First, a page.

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fixing apostrophes again

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1 parent 6f1249c commit 156dca9db6a28d7a64805b05c8c1d5c383b17d4b @kylemcdonald committed May 3, 2011
Showing with 2 additions and 2 deletions.
  1. +2 −2 zachlieberman.markdown
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@@ -6,7 +6,7 @@
###Who are you and what do you do?
-I am an artist and educator, and have been working in the field of new media for the last 10 years or so. I create performances, installations, workshops and events, give talks. Most of my work involves using software, realtime or offline, as a central part of the work, so IÕm also a programmer. I co-founded an open source project called openFrameworks http://openframeworks.cc , a C++ library to help artists make projects. I am a professor at Parsons School of Design http://amt.parsons.edu/ , where I teach design students ways to work with computation, and see my role as quite simple -- demystify the art making process and help students better understand what they want to say, and how to say it.
+I am an artist and educator, and have been working in the field of new media for the last 10 years or so. I create performances, installations, workshops and events, give talks. Most of my work involves using software, realtime or offline, as a central part of the work, so I'm also a programmer. I co-founded an open source project called openFrameworks http://openframeworks.cc , a C++ library to help artists make projects. I am a professor at Parsons School of Design http://amt.parsons.edu/ , where I teach design students ways to work with computation, and see my role as quite simple -- demystify the art making process and help students better understand what they want to say, and how to say it.
###You're one of the most prolific sharers I know. From your work with openFrameworks and EyeWriter to the classes you teach where you write and share code with students. And you're not just giving people tools make things, but encouraging people to make things together. Why is sharing so important to you?
@@ -128,6 +128,6 @@ Funny, last night I was drinking with some friends in tokyo, and one guy in the
Basically, my background is fine arts, and when I got to New York in 1997, the first thing I did was find a printshop to go volunteer at. This is before I had ever made a print. I just loved the idea of printmaking, the look of it, and wanted to know more about it. I just called up Bob Blackburn's studio http://www.efanyc.org/rbpmw/ and started to volunteer, moving litho stones, cleaning up the shop, etc. I got a feeling of great energy just being around everything there. Later, at Hunter College, where I did my undergraduate, I would spend countless hours at the printshop digging into different etching techniques, making woodcuts, etc. I basically grew up in that printshop. It's still some of the happiest and most peaceful memories I have -- working there, listening to classical music and sharing lemon poppy seed muffins with my teacher professor Vinny Longo http://www.vincentlongoartist.com/ who used to invite students into his office for tea.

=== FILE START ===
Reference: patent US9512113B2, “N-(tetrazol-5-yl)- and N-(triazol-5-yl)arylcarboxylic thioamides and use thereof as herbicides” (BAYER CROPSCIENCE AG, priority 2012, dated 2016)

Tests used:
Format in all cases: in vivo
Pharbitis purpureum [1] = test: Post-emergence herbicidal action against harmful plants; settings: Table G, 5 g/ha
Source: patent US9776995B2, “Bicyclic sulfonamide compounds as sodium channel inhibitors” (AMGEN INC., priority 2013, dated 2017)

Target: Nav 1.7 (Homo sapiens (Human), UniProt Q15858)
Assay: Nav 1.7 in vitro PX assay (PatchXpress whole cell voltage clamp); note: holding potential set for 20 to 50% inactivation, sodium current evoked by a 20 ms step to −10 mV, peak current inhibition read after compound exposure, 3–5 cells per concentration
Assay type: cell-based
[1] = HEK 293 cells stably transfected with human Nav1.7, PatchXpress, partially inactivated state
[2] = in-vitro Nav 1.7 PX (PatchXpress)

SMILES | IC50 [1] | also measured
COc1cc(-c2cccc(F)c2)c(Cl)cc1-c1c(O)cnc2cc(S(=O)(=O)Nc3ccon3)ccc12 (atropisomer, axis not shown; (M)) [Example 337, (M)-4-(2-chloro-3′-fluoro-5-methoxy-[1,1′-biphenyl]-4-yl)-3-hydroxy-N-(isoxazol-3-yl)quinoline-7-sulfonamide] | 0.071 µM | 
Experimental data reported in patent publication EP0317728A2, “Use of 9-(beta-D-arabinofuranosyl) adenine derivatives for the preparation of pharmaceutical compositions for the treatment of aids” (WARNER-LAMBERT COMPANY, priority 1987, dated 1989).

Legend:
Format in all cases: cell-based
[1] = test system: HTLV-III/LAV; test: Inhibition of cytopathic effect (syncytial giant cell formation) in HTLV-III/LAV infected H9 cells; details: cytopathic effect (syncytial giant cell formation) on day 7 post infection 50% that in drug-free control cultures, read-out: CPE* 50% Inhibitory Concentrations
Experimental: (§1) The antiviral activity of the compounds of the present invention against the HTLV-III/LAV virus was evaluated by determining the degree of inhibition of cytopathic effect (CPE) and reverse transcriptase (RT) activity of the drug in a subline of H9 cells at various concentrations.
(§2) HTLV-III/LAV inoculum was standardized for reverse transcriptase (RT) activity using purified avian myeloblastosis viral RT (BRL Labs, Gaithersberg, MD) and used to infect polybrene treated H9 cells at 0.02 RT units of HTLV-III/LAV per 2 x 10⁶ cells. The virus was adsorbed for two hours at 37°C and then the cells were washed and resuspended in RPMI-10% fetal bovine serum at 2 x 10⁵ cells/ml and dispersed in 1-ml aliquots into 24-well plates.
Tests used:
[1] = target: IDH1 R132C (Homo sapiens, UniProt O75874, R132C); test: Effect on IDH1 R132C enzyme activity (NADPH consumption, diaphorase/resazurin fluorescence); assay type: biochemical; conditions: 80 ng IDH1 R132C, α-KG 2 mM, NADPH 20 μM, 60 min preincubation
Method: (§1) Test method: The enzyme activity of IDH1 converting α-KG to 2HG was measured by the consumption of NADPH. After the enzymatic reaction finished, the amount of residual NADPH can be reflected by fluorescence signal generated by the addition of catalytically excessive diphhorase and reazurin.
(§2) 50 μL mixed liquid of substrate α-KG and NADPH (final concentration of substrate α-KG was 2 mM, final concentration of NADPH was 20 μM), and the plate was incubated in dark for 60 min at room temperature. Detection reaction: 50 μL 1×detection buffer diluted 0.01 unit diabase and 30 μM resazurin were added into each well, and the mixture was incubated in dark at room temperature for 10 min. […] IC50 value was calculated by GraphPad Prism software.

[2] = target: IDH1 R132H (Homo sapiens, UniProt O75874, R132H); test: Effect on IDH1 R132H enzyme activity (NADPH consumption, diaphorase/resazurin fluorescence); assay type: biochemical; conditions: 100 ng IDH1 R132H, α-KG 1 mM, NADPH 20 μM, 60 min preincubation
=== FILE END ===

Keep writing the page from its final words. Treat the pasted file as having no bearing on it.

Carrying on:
-Anyway, nostalgia aside, at the printshop itÕs by default a collaborative space. You canÕt own your own press. They are massive, so you have to share them with other people. I love this idea of public art making, we are working in the same space, and sharing the same space to make things. This leads to impromptu discussion, sharing of resources, explanation of ideas. Art isnÕt sitting alone in your attic, but rather art as a group process, as an open process. Process is also important, because there are so many steps for certain techniques, we spent much of our time sharing recipes, helping each other and learning.
+Anyway, nostalgia aside, at the printshop it's by default a collaborative space. You can't own your own press. They are massive, so you have to share them with other people. I love this idea of public art making, we are working in the same space, and sharing the same space to make things. This leads to impromptu discussion, sharing of resources, explanation of ideas. Art isn't sitting alone in your attic, but rather art as a group process, as an open process. Process is also important, because there are so many steps for certain techniques, we spent much of our time sharing recipes, helping each other and learning.
That had a profound impact on how I treat my time working on this new medium. Different tools, but essentially the same approach: sharing recipes, helping each other and learning.

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